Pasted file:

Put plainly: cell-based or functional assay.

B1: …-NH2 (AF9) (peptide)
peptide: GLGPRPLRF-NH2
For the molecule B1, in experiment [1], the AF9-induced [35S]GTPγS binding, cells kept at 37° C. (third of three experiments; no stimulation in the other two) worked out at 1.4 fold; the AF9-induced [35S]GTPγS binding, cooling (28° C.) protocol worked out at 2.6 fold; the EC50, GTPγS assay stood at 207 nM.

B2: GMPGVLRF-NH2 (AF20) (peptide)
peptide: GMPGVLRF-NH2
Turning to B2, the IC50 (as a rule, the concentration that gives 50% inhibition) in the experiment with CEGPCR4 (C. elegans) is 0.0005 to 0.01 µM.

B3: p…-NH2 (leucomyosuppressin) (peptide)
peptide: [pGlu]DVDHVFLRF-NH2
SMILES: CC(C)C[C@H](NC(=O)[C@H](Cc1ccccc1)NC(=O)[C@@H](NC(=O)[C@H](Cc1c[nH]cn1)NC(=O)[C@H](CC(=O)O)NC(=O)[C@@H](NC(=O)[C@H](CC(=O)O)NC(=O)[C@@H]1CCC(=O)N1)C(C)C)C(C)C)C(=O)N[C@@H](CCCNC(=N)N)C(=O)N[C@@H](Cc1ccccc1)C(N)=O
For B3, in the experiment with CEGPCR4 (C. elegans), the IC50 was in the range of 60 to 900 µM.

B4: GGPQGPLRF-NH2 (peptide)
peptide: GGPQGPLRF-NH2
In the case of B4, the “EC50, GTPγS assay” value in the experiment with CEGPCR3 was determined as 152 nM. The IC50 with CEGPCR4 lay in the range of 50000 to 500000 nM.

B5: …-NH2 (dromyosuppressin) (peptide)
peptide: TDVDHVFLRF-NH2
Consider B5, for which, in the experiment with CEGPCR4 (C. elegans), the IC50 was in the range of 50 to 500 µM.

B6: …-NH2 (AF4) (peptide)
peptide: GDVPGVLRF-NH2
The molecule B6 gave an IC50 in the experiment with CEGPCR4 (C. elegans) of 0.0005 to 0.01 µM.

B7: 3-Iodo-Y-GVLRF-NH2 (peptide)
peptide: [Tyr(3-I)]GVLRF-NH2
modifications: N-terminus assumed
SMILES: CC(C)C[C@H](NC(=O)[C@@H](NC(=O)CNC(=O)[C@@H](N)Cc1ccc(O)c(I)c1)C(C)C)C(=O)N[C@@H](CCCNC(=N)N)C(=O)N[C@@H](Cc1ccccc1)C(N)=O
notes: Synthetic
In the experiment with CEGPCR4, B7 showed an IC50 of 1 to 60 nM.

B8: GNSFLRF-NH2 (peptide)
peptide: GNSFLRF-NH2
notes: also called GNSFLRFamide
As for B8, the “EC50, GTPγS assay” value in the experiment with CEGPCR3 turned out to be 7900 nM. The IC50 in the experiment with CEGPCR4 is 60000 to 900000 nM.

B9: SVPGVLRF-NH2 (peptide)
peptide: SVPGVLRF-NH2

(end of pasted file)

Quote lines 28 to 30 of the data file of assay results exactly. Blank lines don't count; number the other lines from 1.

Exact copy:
peptide: GNSFLRF-NH2
notes: also called GNSFLRFamide
As for B8, the “EC50, GTPγS assay” value in the experiment with CEGPCR3 turned out to be 7900 nM. The IC50 in the experiment with CEGPCR4 is 60000 to 900000 nM.